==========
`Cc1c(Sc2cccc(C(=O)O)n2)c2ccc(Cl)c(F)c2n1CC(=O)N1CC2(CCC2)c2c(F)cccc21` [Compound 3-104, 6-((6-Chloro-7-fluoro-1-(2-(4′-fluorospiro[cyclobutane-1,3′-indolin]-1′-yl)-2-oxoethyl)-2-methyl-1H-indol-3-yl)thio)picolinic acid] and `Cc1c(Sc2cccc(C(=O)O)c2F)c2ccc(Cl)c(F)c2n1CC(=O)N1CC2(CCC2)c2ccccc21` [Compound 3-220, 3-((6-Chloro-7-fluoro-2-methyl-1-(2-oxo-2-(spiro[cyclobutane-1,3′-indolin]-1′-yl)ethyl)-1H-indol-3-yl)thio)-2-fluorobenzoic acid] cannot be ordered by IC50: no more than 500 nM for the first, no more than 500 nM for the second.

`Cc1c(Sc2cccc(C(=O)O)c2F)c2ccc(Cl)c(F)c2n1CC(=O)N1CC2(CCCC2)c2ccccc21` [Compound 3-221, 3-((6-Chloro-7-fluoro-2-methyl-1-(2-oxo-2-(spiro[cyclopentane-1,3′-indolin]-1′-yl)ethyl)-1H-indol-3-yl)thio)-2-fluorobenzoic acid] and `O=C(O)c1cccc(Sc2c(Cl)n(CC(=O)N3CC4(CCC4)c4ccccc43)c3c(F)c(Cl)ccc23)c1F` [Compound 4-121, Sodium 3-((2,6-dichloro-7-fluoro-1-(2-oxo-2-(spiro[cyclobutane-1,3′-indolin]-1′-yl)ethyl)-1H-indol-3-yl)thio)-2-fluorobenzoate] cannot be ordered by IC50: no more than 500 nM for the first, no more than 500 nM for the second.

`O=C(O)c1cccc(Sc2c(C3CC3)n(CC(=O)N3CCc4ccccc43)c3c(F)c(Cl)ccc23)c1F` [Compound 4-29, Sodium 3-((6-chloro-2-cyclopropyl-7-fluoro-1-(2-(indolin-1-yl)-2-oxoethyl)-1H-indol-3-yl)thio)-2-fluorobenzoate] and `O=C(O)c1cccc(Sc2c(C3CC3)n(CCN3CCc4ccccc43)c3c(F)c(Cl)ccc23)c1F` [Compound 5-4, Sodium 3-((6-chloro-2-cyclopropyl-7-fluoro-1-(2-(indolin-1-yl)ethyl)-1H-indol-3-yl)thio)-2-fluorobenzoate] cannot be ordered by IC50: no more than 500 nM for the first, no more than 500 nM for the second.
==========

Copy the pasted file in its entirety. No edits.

`Cc1c(Sc2cccc(C(=O)O)n2)c2ccc(Cl)c(F)c2n1CC(=O)N1CC2(CCC2)c2c(F)cccc21` [Compound 3-104, 6-((6-Chloro-7-fluoro-1-(2-(4′-fluorospiro[cyclobutane-1,3′-indolin]-1′-yl)-2-oxoethyl)-2-methyl-1H-indol-3-yl)thio)picolinic acid] and `Cc1c(Sc2cccc(C(=O)O)c2F)c2ccc(Cl)c(F)c2n1CC(=O)N1CC2(CCC2)c2ccccc21` [Compound 3-220, 3-((6-Chloro-7-fluoro-2-methyl-1-(2-oxo-2-(spiro[cyclobutane-1,3′-indolin]-1′-yl)ethyl)-1H-indol-3-yl)thio)-2-fluorobenzoic acid] cannot be ordered by IC50: no more than 500 nM for the first, no more than 500 nM for the second.

`Cc1c(Sc2cccc(C(=O)O)c2F)c2ccc(Cl)c(F)c2n1CC(=O)N1CC2(CCCC2)c2ccccc21` [Compound 3-221, 3-((6-Chloro-7-fluoro-2-methyl-1-(2-oxo-2-(spiro[cyclopentane-1,3′-indolin]-1′-yl)ethyl)-1H-indol-3-yl)thio)-2-fluorobenzoic acid] and `O=C(O)c1cccc(Sc2c(Cl)n(CC(=O)N3CC4(CCC4)c4ccccc43)c3c(F)c(Cl)ccc23)c1F` [Compound 4-121, Sodium 3-((2,6-dichloro-7-fluoro-1-(2-oxo-2-(spiro[cyclobutane-1,3′-indolin]-1′-yl)ethyl)-1H-indol-3-yl)thio)-2-fluorobenzoate] cannot be ordered by IC50: no more than 500 nM for the first, no more than 500 nM for the second.

`O=C(O)c1cccc(Sc2c(C3CC3)n(CC(=O)N3CCc4ccccc43)c3c(F)c(Cl)ccc23)c1F` [Compound 4-29, Sodium 3-((6-chloro-2-cyclopropyl-7-fluoro-1-(2-(indolin-1-yl)-2-oxoethyl)-1H-indol-3-yl)thio)-2-fluorobenzoate] and `O=C(O)c1cccc(Sc2c(C3CC3)n(CCN3CCc4ccccc43)c3c(F)c(Cl)ccc23)c1F` [Compound 5-4, Sodium 3-((6-chloro-2-cyclopropyl-7-fluoro-1-(2-(indolin-1-yl)ethyl)-1H-indol-3-yl)thio)-2-fluorobenzoate] cannot be ordered by IC50: no more than 500 nM for the first, no more than 500 nM for the second.